KTH is not meeting its sustainability goals
KTH, which has adopted a set of general sustainability goals, reports its environmental management initiatives each year to the Swedish Environmental Protection Agency. A new follow-up, conducted by KTH’s Sustainability Office, on the sub-goal for Travel and transport shows that employee air travel has been on the rise.
At the start of 2021, KTH’s former President laid down the university’s general sustainability goals for 2021–2025. One of the goals was for the environmental impact from KTH’s business travel, measured in terms of annual man hours, to decline by 25 per cent in 2022 relative to the prior year.
However, the follow-up now shows that the environmental impact of business travel (defined to include plane, car, rail and bus travel) has risen by approx. 11 per cent per full-time employee. The 2022 follow-up demonstrated that 99 per cent of CO2 emissions from business trips is caused by air travel. Compared to 2019, CO2 emissions from business flights, in terms of annual man hours, have risen by 6.4 per cent.
Academic liberties affect travel behaviour
The methodology (called the “CERO model”) developed by KTH Adjunct Professor Markus Robért has enabled hundreds of organisations to formulate environmental goals for their travel. The model is now being applied at KTH, but in Mr Robért’s opinion, the fact that air travel and global research collaboration are such an integral part of the research culture makes this a major challenge. This is further compounded by the climate of academic freedom, which often allows researchers to have an unlimited project budget when it comes to air travel.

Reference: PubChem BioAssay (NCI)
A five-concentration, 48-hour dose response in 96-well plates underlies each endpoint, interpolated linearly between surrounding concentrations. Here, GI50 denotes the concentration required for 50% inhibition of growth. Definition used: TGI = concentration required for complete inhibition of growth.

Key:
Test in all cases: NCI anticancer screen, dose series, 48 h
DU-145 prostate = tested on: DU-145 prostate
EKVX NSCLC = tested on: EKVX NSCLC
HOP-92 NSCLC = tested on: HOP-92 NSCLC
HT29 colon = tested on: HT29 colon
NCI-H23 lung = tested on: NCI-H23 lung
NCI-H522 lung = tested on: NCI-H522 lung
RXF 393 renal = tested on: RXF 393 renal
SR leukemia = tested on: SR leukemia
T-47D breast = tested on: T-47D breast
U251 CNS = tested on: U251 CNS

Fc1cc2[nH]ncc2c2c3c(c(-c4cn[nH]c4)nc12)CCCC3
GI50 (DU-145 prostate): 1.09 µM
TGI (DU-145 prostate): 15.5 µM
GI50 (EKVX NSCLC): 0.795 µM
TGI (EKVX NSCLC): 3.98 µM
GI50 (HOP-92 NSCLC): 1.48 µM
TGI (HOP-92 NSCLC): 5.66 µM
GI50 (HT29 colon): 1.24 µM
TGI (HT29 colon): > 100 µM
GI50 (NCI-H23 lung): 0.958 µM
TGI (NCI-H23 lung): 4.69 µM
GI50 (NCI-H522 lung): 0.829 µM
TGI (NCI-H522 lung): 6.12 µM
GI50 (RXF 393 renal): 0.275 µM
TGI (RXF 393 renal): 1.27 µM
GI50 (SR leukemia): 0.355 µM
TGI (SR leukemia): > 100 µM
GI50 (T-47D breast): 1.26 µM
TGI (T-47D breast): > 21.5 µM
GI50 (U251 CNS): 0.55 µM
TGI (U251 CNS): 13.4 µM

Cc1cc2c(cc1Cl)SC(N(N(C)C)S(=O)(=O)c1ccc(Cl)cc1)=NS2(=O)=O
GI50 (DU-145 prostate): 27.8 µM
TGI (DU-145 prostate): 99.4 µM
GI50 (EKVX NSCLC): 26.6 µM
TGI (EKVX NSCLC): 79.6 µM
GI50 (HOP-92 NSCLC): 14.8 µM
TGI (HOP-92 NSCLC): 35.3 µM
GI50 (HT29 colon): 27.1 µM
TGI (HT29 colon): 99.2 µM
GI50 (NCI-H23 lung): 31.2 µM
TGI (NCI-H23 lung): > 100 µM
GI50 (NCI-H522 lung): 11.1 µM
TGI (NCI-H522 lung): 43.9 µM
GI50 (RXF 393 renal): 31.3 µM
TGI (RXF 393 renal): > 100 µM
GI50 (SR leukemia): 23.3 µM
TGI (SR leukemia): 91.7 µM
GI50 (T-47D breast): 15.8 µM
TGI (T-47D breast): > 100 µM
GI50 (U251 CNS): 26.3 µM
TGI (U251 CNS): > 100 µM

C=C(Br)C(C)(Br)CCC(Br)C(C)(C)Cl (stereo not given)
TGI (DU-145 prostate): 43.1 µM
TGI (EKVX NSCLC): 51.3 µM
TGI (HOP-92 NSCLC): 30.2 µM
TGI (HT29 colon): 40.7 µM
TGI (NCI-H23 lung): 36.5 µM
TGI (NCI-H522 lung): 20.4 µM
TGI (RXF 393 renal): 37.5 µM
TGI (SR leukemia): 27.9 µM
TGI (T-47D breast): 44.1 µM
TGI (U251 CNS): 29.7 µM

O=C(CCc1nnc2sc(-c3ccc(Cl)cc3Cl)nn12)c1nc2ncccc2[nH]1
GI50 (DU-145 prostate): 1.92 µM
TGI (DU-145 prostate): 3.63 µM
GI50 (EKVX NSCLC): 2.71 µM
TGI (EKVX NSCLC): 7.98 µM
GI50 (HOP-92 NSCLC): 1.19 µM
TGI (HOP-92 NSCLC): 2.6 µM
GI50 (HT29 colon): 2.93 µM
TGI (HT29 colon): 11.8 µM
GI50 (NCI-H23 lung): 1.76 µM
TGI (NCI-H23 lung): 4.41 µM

“An 80-20 principle is in effect, where around 20 per cent of the researchers account for 80 per cent of the emissions at KTH. In some departments, where global networking is often based on merit and regarded as a perk, researchers travel as much as salespeople at a multinational corporation. The environmental goals are in place, but if KTH is to achieve them, clear leadership is called for. A more transparent system allowing faculty and department heads as well as individual researchers to follow up and ensure that the goals are met on an organisational level is also required,” opines Mr Robért.
The research culture needs to be challenged
The professor feels that more detailed follow-up and feedback are needed to enable KTH researchers to reflect on the ways in which air travel could be reduced without any negative impact on research. The traditionally travel-intensive research culture needs to be challenged by innovative new ideas from the researchers themselves. They are, after all, the ones who are most familiar with their respective situations.
“KTH’s numerous distinguished researchers and international collaborations and extensive international financing in many ways precipitate the need for travel. Following the pandemic, this need perhaps became even more apparent,” says KTH’s President Anders Söderholm, adding:
“But it’s obvious that we need to work on reducing our carbon footprint, and I believe what Markus is suggesting – in the form of continuous information flow and feedback – can raise awareness about business travel and make our employees more responsible travellers. Our travel policy is already restrictive when it comes to the choice of a means of transport, but we may also need to review how other policy instruments can be strengthened to help cut back on business travel.”
Text: Peter Ardell